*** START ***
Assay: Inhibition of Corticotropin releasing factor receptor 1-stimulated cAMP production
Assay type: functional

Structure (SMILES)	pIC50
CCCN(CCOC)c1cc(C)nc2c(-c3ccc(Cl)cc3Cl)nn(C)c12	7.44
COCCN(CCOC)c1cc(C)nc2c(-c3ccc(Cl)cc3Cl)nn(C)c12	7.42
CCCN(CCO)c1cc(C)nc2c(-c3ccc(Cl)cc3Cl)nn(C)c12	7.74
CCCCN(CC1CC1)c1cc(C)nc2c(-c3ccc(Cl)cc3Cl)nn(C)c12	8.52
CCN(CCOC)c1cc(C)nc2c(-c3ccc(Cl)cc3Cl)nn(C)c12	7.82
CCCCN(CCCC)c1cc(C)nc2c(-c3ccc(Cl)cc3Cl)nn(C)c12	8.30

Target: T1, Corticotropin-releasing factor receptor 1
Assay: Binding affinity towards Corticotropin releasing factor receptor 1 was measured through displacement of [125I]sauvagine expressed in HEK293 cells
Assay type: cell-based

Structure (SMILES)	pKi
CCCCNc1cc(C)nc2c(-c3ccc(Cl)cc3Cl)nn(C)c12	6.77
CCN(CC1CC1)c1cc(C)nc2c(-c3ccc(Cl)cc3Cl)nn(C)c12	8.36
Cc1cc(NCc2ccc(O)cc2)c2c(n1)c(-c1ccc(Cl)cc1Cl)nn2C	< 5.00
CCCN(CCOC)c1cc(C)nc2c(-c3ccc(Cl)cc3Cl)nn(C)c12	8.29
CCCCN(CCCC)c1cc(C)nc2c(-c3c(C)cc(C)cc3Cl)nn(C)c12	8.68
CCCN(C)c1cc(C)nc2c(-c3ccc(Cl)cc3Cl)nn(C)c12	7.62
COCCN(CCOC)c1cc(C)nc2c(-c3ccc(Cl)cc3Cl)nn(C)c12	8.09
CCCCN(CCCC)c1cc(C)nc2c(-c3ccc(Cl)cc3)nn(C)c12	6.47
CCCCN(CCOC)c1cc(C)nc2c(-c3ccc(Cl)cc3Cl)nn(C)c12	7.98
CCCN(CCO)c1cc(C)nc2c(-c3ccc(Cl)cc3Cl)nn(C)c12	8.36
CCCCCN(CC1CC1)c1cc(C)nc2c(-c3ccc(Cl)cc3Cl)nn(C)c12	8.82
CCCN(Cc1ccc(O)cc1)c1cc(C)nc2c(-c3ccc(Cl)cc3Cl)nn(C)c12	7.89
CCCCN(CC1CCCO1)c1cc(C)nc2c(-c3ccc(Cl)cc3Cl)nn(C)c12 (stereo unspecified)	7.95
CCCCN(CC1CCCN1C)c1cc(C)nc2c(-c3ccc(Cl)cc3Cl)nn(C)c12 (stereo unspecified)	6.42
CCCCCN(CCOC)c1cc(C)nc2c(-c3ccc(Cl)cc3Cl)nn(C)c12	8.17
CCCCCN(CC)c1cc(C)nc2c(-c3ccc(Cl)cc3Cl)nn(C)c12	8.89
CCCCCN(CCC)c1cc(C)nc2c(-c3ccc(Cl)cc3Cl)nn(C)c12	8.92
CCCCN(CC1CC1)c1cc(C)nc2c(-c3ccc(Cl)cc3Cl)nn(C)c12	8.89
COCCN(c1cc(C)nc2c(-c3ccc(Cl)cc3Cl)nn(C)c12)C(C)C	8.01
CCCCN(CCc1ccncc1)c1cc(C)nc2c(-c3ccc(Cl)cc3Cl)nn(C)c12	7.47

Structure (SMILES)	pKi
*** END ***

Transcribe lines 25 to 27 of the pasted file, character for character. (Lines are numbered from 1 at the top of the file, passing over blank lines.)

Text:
CCCN(Cc1ccc(O)cc1)c1cc(C)nc2c(-c3ccc(Cl)cc3Cl)nn(C)c12	7.89
CCCCN(CC1CCCO1)c1cc(C)nc2c(-c3ccc(Cl)cc3Cl)nn(C)c12 (stereo unspecified)	7.95
CCCCN(CC1CCCN1C)c1cc(C)nc2c(-c3ccc(Cl)cc3Cl)nn(C)c12 (stereo unspecified)	6.42